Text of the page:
Stevia (honey plant) herb brings new ray of hope for diabetics

stevia-honey-plant.jpgA tiny herb, just about three feet in height, now brings a new ray of hope for diabetics, as it is said to be a major source of bio-sweetener for the rapidly growing food market.

The herb, ‘Stevia’, better known as the honey plant, is a native of Paraguay, and has the potential to develop as a major source of bio-sweetener in the market, but, despite the potential of the herb, it is yet to be exploited for commercial use. Since ages, Stevia leaves have been used by Guarani Indians in Paraguay as a soothing tonic for stomach ailments and as a healing concentrate when cooked in water.

Stevia is cultivated in several parts of Karnataka including, Bangalore, Chitradurga, Kolar, Tumkur, Chikmagalur, Dharwad, Davanagere, and Bellary, due to favorable climatic conditions in these places.

Being a good sugar substitute, Stevia is good for those on a diet-plan. It is a zero-calorie sweetener and is carbohydrate-free regulates blood sugar levels, and hence is considered ideal for diabetics. Apart from this, it stimulates the release of insulin and regulates the response to glucose, particularly, in cases of type 2 diabetes and hence, is considered to be a far healthier option than other artificial sweeteners.

Studies have revealed that Stevia is a natural, anti-bacterial and anti-viral agent. It has also shown promising results in tackling high blood pressure. Steviosides, the intensely sweet glycosides, produced within the leaves make the extract of this herb is about 200 to 300 times sweeter than sugar. Research has indicated that as the body does not digest or metabolize these intensely sweet glycosides, they are not converted into glucose in the body and hence have a glycemic index of zero. Therefore, Stevia is a valuable sweetening source for patients with sugar restrictions and hypoglycemia.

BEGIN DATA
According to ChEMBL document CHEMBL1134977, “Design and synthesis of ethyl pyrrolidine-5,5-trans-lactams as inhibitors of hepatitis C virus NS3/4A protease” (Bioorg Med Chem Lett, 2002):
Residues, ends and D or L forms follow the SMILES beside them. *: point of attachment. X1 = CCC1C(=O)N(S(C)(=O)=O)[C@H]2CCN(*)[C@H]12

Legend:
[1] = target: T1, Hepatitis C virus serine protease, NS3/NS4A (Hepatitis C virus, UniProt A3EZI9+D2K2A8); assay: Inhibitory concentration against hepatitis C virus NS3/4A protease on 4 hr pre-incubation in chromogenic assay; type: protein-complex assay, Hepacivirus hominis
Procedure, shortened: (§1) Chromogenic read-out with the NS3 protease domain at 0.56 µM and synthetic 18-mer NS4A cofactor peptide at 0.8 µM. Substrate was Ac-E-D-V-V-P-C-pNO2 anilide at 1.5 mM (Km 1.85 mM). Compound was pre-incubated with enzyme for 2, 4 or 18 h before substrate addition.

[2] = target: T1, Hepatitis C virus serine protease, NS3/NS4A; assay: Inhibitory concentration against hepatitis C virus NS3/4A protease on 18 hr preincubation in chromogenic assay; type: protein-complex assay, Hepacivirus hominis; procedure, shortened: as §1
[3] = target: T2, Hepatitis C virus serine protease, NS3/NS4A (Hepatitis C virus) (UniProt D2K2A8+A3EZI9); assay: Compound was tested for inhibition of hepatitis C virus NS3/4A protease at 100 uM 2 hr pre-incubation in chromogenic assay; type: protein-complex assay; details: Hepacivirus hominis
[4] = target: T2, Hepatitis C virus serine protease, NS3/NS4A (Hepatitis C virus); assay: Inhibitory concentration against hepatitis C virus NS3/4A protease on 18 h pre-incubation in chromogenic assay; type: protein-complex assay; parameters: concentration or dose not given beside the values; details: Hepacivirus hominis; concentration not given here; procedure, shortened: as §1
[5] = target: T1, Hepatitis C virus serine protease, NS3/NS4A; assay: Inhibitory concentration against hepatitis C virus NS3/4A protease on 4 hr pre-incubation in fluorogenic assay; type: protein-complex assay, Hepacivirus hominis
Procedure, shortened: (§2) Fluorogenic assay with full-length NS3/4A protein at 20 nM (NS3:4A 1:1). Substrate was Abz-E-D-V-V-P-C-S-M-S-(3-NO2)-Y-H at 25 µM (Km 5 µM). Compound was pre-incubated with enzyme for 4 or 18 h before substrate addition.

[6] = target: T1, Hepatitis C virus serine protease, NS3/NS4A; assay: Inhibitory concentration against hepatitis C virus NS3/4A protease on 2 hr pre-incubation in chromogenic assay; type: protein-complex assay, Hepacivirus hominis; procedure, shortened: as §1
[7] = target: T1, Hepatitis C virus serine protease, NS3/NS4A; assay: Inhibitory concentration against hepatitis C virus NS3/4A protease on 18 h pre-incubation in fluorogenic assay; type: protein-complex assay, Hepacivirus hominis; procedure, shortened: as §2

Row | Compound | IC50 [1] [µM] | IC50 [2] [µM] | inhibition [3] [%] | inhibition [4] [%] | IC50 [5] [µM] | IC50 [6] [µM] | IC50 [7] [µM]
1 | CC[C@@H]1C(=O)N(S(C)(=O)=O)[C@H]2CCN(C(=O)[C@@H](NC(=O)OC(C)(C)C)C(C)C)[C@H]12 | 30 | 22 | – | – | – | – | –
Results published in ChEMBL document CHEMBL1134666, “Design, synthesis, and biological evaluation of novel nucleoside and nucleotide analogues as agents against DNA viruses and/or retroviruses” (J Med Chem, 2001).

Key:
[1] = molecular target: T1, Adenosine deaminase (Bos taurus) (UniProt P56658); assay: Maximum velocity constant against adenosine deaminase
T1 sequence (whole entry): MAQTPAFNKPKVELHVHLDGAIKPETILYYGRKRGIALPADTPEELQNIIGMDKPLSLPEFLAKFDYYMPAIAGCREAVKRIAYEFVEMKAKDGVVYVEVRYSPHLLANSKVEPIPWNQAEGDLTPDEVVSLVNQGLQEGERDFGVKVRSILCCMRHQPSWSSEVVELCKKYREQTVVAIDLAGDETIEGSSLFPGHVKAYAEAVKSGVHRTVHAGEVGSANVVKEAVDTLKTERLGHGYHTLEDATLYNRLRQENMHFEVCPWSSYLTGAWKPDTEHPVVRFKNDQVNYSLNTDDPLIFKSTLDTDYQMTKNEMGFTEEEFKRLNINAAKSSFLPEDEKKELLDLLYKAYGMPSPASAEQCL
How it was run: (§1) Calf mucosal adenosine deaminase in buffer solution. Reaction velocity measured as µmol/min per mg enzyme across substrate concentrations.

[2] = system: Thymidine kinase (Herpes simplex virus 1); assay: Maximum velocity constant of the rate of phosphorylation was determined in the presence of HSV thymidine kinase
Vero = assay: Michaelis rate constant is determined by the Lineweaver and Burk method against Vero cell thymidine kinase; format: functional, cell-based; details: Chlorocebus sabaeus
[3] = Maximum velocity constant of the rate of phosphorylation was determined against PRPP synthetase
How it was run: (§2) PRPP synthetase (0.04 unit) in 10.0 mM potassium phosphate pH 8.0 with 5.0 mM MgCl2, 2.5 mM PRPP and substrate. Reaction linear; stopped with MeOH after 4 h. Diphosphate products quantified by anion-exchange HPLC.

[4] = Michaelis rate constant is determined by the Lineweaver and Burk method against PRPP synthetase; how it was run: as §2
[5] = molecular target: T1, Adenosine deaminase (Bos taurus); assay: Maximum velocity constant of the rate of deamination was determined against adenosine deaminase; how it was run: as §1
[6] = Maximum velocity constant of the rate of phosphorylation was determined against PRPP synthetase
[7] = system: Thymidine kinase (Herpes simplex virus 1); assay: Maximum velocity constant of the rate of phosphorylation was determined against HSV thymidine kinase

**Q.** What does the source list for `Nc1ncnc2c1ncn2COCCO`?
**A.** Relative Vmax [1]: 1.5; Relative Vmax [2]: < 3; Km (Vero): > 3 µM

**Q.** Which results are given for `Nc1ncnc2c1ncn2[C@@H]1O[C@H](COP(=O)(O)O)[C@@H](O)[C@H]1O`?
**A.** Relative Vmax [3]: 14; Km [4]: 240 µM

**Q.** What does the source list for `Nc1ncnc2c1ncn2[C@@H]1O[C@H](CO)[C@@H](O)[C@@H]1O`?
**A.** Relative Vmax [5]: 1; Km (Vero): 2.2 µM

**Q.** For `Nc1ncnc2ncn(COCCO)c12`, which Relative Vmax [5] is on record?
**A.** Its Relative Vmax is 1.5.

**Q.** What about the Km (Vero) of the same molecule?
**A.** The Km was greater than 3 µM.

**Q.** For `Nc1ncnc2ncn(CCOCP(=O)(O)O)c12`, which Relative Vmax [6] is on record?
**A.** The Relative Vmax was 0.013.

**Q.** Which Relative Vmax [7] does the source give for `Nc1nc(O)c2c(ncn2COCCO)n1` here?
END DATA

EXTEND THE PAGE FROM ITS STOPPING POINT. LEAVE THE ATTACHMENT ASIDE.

Other health benefits of Stevia:

Stevia is believed to be of immense help in treating obesity, as it contains zero calories, and reduces craving for sweet and fatty food. Preliminary research says that stevia can reset the hunger mechanism in people, as it has the ability to clear the communication pathway between stomach and brain, thereby reducing huger sensations faster.

Stevia curbs growth of oral bacteria and such other infectious organisms. Regular use of Stevia as a mouthwash helps improve problem of bleeding gums. As stevia has the potential to inhibit growth of oral bacteria, there are generally lower cases of colds and flu among stevia users.

On topical application, Stevia extracts have therapeutic effect on acne, dermatitis, eczema and seborrhea. When placed directly on cuts and wounds, it has shown rapid healing without scarring.

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